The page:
ASSEMBLY `RULED BY WHITE MASTERS' the National Assembly Will Be without a Member from the Black and Ethnic Minority Community for the Second Successive Term. Political Correspondent Richard Hazlewood Asks Why
Byline: Richard Hazlewood
RACIAL equality campaigners today accused political parties of institutional racism and the National Assembly of being run by ``white masters''.
The failure to elect an AM from the black and ethnic community for the second election running risks alienating a new generation of voters and proves parties have not taken the issue seriously, they claim.
The All Wales Ethnic Minority Association (Awema) and Operation Black Vote (OBV) say the assembly's drive to promote equal opportunities largely ignores the ethnic minority community.
Yesterday, Clare Short's resignation as International Development Secretary gave Tony Blair's Cabinet its first black female member as Baroness Amos was named as her replacement.
Only three black and ethnic minority candidates fought first-past-the-post seats on May 1, none of them winnable. Cardiff councillor Cherry Short was best-placed to become the assembly's first black member after being placed top of Labour's list in the Mid and West Wales region but also failed to be elected. ``For the first eight years of its life the assembly will have a white face. It reinforces the concept of white masters,'' Awema director Naz Malik said.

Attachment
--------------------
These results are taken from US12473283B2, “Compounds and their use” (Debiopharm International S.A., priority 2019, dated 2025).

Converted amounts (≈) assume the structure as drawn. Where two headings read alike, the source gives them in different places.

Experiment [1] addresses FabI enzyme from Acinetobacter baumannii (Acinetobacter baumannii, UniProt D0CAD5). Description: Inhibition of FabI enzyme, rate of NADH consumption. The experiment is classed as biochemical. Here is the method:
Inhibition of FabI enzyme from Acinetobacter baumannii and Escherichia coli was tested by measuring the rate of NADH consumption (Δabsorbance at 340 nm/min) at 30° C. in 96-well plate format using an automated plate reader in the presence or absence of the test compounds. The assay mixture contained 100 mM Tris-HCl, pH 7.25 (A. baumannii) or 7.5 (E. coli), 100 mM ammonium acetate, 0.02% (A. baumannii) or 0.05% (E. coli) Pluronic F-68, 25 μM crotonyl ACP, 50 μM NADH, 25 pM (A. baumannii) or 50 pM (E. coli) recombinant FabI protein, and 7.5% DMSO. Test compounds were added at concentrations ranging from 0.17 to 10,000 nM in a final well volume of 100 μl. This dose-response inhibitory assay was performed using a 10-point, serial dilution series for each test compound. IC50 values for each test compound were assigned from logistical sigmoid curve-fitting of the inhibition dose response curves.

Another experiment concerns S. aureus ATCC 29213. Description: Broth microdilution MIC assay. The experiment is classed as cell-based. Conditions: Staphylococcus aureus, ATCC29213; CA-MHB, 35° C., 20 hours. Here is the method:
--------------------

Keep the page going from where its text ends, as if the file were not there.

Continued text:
``Labour at Westminster set targets saying five per cent of Dyfed-Powys Police should be from the ethnic minority com-munity and yet not one MP from Wales is from the black and ethnic minority commun i t y. '' An Awema assembly election exit poll in Cardiff Central found that 84 per cent of black voters switched from Labour to the Liberal Democrats, most in protest at the war in Iraq. …